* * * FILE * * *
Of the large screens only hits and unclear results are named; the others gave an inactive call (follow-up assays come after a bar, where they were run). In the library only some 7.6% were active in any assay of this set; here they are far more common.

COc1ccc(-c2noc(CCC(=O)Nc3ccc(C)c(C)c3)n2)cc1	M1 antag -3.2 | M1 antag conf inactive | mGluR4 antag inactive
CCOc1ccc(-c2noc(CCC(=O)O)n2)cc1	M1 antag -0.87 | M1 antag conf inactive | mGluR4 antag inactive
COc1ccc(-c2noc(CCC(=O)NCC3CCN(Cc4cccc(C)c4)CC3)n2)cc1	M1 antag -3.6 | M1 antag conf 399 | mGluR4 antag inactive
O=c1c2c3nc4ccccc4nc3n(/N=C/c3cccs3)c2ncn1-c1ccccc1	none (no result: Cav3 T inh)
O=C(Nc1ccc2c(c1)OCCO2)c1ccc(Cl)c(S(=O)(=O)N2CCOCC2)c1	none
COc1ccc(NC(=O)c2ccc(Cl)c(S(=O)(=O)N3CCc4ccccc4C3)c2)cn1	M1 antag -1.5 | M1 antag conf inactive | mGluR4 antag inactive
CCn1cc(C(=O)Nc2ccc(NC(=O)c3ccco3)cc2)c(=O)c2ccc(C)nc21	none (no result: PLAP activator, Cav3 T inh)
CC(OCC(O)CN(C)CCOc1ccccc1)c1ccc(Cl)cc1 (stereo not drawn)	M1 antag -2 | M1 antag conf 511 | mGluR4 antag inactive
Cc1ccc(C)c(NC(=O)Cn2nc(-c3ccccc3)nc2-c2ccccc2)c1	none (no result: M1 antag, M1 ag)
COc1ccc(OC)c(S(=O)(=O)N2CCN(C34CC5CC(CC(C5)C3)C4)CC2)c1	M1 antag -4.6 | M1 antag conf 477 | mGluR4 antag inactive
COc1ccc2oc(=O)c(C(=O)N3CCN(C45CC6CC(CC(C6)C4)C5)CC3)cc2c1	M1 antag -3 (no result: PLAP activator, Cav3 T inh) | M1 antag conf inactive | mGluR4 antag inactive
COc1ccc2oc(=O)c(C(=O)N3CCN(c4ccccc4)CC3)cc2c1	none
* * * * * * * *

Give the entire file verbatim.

Of the large screens only hits and unclear results are named; the others gave an inactive call (follow-up assays come after a bar, where they were run). In the library only some 7.6% were active in any assay of this set; here they are far more common.

COc1ccc(-c2noc(CCC(=O)Nc3ccc(C)c(C)c3)n2)cc1	M1 antag -3.2 | M1 antag conf inactive | mGluR4 antag inactive
CCOc1ccc(-c2noc(CCC(=O)O)n2)cc1	M1 antag -0.87 | M1 antag conf inactive | mGluR4 antag inactive
COc1ccc(-c2noc(CCC(=O)NCC3CCN(Cc4cccc(C)c4)CC3)n2)cc1	M1 antag -3.6 | M1 antag conf 399 | mGluR4 antag inactive
O=c1c2c3nc4ccccc4nc3n(/N=C/c3cccs3)c2ncn1-c1ccccc1	none (no result: Cav3 T inh)
O=C(Nc1ccc2c(c1)OCCO2)c1ccc(Cl)c(S(=O)(=O)N2CCOCC2)c1	none
COc1ccc(NC(=O)c2ccc(Cl)c(S(=O)(=O)N3CCc4ccccc4C3)c2)cn1	M1 antag -1.5 | M1 antag conf inactive | mGluR4 antag inactive
CCn1cc(C(=O)Nc2ccc(NC(=O)c3ccco3)cc2)c(=O)c2ccc(C)nc21	none (no result: PLAP activator, Cav3 T inh)
CC(OCC(O)CN(C)CCOc1ccccc1)c1ccc(Cl)cc1 (stereo not drawn)	M1 antag -2 | M1 antag conf 511 | mGluR4 antag inactive
Cc1ccc(C)c(NC(=O)Cn2nc(-c3ccccc3)nc2-c2ccccc2)c1	none (no result: M1 antag, M1 ag)
COc1ccc(OC)c(S(=O)(=O)N2CCN(C34CC5CC(CC(C5)C3)C4)CC2)c1	M1 antag -4.6 | M1 antag conf 477 | mGluR4 antag inactive
COc1ccc2oc(=O)c(C(=O)N3CCN(C45CC6CC(CC(C6)C4)C5)CC3)cc2c1	M1 antag -3 (no result: PLAP activator, Cav3 T inh) | M1 antag conf inactive | mGluR4 antag inactive
COc1ccc2oc(=O)c(C(=O)N3CCN(c4ccccc4)CC3)cc2c1	none